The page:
Referring initially to FIG. 1, a system 100 in accordance with the present invention is illustrated. The system 100 provides for rendering of dynamically generated content in accordance with display and/or functional capabilities of a recipient device. A content originator 110 (sender) generates content that is to be rendered by one or more recipients 120 (RECIPIENT1-RECEIPIENTN, being an integer). As can be appreciated, the recipients 120 can be of differing types and have capabilities that vary with respect to one another. For example, one of the recipient devices can be a cellular telephone with a limited amount of display real estate as well as processing capabilities, another recipient device could be a portable computer that is wireless enabled and have significant display capabilities as well as processing abilities. Yet another device (e.g., personal data assistant (PDA) could reside somewhere in between the aforementioned devices with respect to capabilities. However, one common thread with respect to these devices is that they are intended recipients of common content. The subject system 100 facilitates rendering such content in a meaningful manner and in accordance with capabilities associated with each respective recipient device 120.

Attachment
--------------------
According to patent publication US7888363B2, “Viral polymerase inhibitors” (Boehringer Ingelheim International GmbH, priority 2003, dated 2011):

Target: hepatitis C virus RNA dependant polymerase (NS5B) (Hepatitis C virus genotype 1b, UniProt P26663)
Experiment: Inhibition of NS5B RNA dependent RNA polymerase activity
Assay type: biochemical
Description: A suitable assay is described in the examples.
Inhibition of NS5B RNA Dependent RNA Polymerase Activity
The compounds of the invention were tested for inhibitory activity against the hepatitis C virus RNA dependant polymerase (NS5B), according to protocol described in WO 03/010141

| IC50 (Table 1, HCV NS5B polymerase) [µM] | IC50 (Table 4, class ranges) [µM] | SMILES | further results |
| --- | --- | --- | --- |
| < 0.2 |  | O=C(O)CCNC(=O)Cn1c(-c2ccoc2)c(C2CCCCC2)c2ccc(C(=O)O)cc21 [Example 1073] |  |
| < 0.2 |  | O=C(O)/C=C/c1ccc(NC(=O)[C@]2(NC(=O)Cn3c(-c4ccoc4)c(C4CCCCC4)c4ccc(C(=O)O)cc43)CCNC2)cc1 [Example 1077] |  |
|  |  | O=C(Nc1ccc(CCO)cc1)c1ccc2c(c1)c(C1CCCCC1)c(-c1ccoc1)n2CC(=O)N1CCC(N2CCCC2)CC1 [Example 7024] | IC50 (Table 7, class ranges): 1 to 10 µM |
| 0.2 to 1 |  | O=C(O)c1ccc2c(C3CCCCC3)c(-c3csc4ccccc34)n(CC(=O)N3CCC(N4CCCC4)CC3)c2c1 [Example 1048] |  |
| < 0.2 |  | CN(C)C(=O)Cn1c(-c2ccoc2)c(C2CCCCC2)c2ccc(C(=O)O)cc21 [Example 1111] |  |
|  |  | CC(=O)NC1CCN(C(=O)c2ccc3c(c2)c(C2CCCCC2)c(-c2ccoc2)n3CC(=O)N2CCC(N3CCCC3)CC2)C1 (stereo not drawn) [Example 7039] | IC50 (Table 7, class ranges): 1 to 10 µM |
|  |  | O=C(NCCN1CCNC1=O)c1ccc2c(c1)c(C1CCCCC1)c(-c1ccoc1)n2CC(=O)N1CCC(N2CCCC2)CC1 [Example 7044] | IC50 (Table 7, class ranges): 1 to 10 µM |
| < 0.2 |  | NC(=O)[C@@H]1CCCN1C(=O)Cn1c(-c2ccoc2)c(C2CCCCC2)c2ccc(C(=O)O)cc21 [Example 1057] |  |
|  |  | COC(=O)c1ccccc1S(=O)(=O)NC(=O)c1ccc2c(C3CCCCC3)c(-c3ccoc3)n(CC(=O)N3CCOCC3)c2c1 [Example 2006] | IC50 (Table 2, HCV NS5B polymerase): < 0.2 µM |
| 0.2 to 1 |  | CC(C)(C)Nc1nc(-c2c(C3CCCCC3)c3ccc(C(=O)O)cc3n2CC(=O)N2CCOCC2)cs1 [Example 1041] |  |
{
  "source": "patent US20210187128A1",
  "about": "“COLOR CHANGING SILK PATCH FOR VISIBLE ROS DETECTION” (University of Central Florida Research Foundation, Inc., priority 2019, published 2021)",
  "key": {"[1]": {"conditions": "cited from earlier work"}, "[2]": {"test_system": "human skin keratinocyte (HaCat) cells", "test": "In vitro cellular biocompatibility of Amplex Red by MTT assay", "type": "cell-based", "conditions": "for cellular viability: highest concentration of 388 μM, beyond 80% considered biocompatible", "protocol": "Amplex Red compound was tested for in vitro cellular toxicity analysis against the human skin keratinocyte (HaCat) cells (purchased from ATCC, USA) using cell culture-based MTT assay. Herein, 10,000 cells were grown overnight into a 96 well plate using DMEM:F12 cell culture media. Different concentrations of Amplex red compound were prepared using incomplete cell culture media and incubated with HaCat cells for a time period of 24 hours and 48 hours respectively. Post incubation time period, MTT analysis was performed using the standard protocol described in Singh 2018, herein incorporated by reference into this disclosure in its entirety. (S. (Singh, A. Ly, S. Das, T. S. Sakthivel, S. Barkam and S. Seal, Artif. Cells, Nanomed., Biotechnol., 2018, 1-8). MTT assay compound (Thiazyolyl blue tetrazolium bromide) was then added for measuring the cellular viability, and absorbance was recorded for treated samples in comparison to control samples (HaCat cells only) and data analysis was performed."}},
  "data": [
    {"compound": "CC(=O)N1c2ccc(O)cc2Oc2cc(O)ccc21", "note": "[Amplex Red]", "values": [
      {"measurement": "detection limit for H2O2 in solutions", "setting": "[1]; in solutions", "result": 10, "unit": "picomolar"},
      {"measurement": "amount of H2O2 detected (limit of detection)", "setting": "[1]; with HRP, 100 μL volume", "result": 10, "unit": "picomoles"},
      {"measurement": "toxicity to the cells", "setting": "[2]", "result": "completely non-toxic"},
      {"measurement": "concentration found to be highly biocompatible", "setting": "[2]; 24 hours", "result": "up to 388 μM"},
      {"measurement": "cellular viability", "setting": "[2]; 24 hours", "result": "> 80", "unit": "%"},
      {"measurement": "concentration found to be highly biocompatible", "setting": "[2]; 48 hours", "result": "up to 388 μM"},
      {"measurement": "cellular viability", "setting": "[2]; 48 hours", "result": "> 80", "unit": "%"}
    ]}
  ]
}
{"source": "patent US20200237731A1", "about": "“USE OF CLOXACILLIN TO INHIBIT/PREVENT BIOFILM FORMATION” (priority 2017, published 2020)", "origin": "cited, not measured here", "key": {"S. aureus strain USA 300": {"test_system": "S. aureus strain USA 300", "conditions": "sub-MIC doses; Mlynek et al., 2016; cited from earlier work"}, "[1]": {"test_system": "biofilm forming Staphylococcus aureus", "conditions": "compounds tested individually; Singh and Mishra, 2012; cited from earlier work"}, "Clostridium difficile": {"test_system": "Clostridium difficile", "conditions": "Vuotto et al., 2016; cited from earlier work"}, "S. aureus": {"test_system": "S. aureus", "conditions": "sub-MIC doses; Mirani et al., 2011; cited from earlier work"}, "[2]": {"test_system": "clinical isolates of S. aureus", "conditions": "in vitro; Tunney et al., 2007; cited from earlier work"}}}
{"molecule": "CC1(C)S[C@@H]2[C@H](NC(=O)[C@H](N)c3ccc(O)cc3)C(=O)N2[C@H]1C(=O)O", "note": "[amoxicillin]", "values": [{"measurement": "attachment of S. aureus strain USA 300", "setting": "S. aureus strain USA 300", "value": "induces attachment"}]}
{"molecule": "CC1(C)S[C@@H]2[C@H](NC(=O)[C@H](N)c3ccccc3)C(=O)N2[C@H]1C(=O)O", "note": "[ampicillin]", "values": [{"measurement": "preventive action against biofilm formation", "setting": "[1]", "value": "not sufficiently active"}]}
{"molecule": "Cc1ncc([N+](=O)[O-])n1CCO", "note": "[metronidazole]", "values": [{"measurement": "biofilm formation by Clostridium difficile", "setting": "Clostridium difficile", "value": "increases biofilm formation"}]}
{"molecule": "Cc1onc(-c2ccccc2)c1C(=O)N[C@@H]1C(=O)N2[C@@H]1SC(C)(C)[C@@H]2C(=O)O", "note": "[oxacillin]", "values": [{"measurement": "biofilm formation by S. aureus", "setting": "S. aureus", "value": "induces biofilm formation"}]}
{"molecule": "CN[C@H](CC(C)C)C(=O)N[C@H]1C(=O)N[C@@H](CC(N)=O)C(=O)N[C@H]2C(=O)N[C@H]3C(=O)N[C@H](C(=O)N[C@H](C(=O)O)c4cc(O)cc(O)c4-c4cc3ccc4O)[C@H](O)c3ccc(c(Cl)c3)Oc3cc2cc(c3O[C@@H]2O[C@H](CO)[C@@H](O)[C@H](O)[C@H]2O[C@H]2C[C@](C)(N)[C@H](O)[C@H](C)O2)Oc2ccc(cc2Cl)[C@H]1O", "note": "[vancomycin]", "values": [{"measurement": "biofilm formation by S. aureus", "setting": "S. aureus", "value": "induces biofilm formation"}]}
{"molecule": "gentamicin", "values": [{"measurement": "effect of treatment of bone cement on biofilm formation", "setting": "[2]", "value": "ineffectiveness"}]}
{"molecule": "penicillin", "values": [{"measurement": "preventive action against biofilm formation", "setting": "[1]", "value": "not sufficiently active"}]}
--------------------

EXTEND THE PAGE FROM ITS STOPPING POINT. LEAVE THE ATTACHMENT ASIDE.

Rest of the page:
A content control system 102 receives the content that is to be disseminated and analyzes the content with respect to capabilities of the recipient devices 120, and provides for proper rendering of the content by the recipient devices 120. The content control system 102 includes a content analyzer 130 that analyzes the content with respect to device capabilities. Any suitable component for carrying out the functions of the content analyzer 130 may be employed and is intended to fall within the scope of the hereto appended claims. For example, the content analyzer 130 can employ a content classifier 132, which can facilitate automatic classification of content. The classifier 132 can be trained explicitly and/or implicitly to perform classification in terms of dynamic rendering of content. Explicit training is generally conducted at the initial phases of constructing the classifier 132, while implicit training is typically conducted after the classifier 132 has been constructed. Specific description is made herein with reference to a Support Vector Machines (SVM) classifier, for exemplary purposes of illustrating a classification training and implementation approach. Other classification or diagnostic methods that can be handcrafted and/or learned from data include Bayesian networks, decision trees, and probabilistic classification models providing different patterns of independence may be employed. Classification as used herein also is inclusive of statistical regression that is utilized to develop models of urgency or other measures of priority influencing content rendering.